The annual limit for contributions to a Junior ISA is set by the UK government and may change from year to year. For the tax year 2023/24, the annual limit is £9,000. This means that parents, grandparents, or other family members can contribute up to £9,000 per year to a child’s Junior ISA.
It’s important to note that any contributions made to a Junior ISA count towards the annual ISA limit of the contributor. This means that if the contributor has already contributed the maximum amount to their own ISA, they may not be able to contribute to a Junior ISA.
How many junior ISAs?
Unlike ISAs, children can only have one Cash Junior ISA and one Stocks and Shares Junior ISA at any given time. However, parents, guardians, and other family members can contribute to the same child’s Junior ISA account.
It’s worth noting that a child with a Child Trust Fund (CTF), which was the predecessor to Junior ISAs, is also eligible to have a Junior ISA. However, the child can only hold one of either a CTF or a Junior ISA, not both. In this case, it may be beneficial to transfer the CTF into a Junior ISA to take advantage of the tax-free savings benefits of a Junior ISA.
Additionally, if a child has a Junior ISA and they become a resident of another country, they may be able to keep the account open, but they will not be able to make any further contributions to it.
How much money can I invest on behalf of my child?
As a parent or guardian, you can contribute up to the annual limit set by the UK government to your child’s Junior ISA. For the tax year 2023/24, the annual limit is £9,000.
If you invested the maximum amount into to your child’s Junior ISA, you may also choose to invest through a standard investment account. There are no limits on the amount you invest if it is not through an ISA.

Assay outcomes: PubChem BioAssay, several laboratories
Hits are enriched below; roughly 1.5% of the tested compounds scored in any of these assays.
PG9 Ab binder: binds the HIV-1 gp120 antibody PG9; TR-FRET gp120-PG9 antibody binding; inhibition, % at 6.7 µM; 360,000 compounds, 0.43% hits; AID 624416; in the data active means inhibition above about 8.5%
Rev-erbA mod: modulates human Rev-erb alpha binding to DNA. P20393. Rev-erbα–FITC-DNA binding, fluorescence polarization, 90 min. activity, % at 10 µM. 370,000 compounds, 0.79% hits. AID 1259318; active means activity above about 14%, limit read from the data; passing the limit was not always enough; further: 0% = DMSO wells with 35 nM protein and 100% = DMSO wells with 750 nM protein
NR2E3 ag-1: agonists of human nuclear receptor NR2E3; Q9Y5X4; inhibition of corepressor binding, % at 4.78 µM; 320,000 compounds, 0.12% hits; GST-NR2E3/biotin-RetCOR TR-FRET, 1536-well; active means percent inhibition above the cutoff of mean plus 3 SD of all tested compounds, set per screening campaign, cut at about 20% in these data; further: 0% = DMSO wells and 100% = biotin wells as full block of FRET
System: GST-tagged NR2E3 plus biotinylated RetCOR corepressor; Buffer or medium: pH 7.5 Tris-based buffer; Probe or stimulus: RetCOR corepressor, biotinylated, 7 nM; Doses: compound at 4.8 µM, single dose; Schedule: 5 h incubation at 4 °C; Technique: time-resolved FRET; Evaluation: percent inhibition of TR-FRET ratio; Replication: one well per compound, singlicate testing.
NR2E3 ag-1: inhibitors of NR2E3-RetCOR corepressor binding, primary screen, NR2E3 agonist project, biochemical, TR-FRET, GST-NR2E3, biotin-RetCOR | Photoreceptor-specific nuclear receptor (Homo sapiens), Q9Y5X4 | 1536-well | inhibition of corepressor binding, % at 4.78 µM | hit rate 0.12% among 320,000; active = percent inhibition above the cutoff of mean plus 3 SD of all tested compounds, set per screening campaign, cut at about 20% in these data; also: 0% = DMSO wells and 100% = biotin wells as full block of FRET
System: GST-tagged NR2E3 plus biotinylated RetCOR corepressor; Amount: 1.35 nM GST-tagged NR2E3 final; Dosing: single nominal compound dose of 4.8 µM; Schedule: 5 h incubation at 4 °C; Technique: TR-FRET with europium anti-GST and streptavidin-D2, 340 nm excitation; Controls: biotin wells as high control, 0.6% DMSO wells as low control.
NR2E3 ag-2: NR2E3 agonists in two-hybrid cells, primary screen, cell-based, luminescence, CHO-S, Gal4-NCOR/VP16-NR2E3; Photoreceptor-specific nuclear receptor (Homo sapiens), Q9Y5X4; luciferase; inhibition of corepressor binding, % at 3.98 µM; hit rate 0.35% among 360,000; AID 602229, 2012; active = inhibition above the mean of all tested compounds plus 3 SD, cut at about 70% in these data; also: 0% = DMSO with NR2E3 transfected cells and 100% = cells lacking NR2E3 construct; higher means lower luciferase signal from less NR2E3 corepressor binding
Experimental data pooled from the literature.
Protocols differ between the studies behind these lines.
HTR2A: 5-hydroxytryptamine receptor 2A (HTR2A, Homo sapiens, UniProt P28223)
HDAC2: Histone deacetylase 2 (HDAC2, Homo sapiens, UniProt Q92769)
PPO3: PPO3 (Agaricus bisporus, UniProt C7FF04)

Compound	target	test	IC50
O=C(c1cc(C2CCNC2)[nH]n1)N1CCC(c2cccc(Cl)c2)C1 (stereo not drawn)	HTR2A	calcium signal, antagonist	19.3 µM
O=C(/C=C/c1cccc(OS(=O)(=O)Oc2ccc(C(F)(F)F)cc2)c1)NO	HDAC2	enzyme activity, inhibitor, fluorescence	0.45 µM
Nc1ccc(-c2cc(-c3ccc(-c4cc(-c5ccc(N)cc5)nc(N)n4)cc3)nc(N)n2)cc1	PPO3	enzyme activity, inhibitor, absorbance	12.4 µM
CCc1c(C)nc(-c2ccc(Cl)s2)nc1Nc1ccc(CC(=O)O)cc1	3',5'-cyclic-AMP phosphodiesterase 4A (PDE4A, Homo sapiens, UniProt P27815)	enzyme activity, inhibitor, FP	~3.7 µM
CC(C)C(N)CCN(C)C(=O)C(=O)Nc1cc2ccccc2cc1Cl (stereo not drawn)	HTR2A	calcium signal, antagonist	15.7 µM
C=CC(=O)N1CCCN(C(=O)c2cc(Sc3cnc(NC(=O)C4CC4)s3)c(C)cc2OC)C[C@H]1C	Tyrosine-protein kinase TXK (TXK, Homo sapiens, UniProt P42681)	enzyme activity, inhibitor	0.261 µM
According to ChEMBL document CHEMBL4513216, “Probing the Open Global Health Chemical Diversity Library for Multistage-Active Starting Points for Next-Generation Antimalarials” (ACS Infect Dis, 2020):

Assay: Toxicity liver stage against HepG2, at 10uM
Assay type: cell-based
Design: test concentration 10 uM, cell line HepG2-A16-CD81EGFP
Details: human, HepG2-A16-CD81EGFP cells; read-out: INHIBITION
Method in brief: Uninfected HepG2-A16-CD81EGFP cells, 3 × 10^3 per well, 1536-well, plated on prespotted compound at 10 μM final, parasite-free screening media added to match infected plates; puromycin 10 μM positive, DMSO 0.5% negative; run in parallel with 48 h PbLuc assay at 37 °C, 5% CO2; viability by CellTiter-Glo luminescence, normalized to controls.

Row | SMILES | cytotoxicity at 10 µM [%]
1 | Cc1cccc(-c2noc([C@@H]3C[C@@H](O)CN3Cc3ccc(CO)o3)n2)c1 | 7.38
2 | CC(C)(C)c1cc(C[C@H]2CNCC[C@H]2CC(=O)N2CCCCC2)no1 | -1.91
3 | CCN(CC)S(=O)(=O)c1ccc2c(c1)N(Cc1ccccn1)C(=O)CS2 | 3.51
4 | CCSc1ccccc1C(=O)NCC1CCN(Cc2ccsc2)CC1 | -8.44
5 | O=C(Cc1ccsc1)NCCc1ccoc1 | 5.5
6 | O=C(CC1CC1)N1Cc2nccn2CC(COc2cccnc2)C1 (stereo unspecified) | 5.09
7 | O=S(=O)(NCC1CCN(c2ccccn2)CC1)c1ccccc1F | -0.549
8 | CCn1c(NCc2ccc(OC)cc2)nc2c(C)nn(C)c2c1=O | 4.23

Another investment option is the Junior SIPP. A Junior Self-Invested Personal Pension (SIPP) is a type of personal pension that is designed for children who are under the age of 18 and who are UK residents.
Similar to a regular SIPP, a Junior SIPP allows parents, guardians, or other family members to contribute to a pension fund on behalf of a child. The child can’t access the money in the pension fund until they reach the age of 55, which is the same as for a regular SIPP.
The money invested in a Junior SIPP is tax-free, and contributions made to the pension fund may qualify for tax relief. However, it’s important to note that the child’s annual contribution limit is currently set at £3,600 per tax year, which includes any contributions made by parents, guardians, or other family members.
A Junior SIPP can be a good option for parents who want to start saving for their child’s retirement early as they will benefit from ‘time in market’. This means that investors who stay invested in the stock market over a long period of time are more likely to see positive returns, even if there are short-term dips or downturns along the way.
This is because the stock market has historically trended upwards over the long term, and by staying invested, investors have the potential to benefit from these long-term trends. Investments in Junior ISAs and SIPPs are a case in point.